What makes a good face covering? It must do a good job of blocking the virus. It must fit closely to the face, fully covering the nose and mouth, reducing the leaks around your nose, cheeks and chin. And it can’t be too difficult to breathe through.
N95 respirators are proven to provide a high level of protection. N95 means it will block at least 95% of the very small particles – if it fits you well.
KN95 or KF94 face coverings have about the same filtration efficiency. But they may not seal as well to the face. They’re made to a different standard and use different face models than those used for American standards.
ASTM barrier face coverings, a new category of face coverings that meet specific standards, are another option. These are not respirators; they do not provide the same high level of protection. But they have been tested for breathability, fit, and filtration efficiency. These may be classified as (and say on the label) Workplace Performance Masks or, with higher filtration and higher breathability, Workplace Performance Plus Masks. They also may say “ASTM 3502.”
4. Protect yourself
You may have noticed that many people haven’t got the hang of wearing face coverings. And some folks have beards, which create lots of leaks with face coverings. So you may want to take steps to protect yourself.
- Stay away from others
- If you need to be around others, wear a good face covering and wear it right.
- Get vaccinated and get boosted.
Why have the authorities (CDC, Health Department) reduced the quarantine period? Because you are less likely to transmit COVID after three to five days and it was too difficult to keep going on with life.
The chart below summarizes the current requirements.
OSHA and COVID
OSHA issued an emergency temporary standard, intended to take effect this month. It would have required employers with 100 or more employees to either institute a mandatory vaccination policy or wearing a face covering and testing weekly for all employees other than those who work at home or outside. On January 13, the Supreme Court of the United States upheld a stay on the standard, preventing it from going into effect. The reason for the stay: the Court thought the standard went too far, venturing into protecting public health instead of occupational health.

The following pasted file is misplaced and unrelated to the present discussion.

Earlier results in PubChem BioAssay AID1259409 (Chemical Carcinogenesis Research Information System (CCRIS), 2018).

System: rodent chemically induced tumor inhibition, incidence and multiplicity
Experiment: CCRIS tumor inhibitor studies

OSHA could try again, with a more limited standard. We don’t know if they will.
The stay on the standard does not take away employers’ duty to protect their employees from workplace transmission. If you crowd employees together and someone then contracts COVID from that, you could be held responsible.
The stay does not prevent employers from implementing their own vaccination, testing, or face covering mandates. It does mean employers have more latitude to decide how they want to protect their employees. Employers continue to have the responsibility to provide a workplace free from known hazards.
Our recommendation: follow the preventive measures we’ve listed above.
Vaccine Safety and VAERS
Ever hear that “thousands of cases of adverse effects to [name that vaccine] have been found?” If you dig into that, VAERS is usually cited. VAERS is the Vaccine Adverse Events Reporting System, intended to be an early warning system to detect problems with any type of vaccine.
Healthcare providers are encouraged to report any adverse health event that occurs after a vaccination to VAERS, even if they aren’t sure if the shot caused the event. If you get punched in the face right after being vaccinated and you think it was triggered by the vaccine, you can report it to VAERS. Anyone can file a report. Details are often lacking. There is no check of accuracy. There is no way to confirm that the adverse event was caused by the vaccination.
If you hear about dangers of a vaccine, dig deeper into the source of that – it may be misleading you. The US has a pretty robust vaccine safety monitoring system, through the FDA, the CDC, major medical providers such as Minnesota’s HealthPartners, and universities.
Counterfeit or fake N95 respirators: https://www.cdc.gov/niosh/npptl/usernotices/counterfeitResp.html
Barrier Face Coverings: https://wwwn.cdc.gov/PPEInfo/RG/FaceCoverings
Vaccine safety monitoring: https://www.cdc.gov/vaccinesafety/index.html
The MN Department of Health held a COVID Update for Business last week, which was very informative. You can find the short webinar here: https://lnks.gd/l/eyJhbGciOiJIUzI1NiJ9.eyJidWxsZXRpbl9saW5rX2lkIjoxMDAsInVyaSI6I[…]bta0wGCOycilzJEP7FydyxU3pansJOG2anU/s/787836123/br/125032198278-l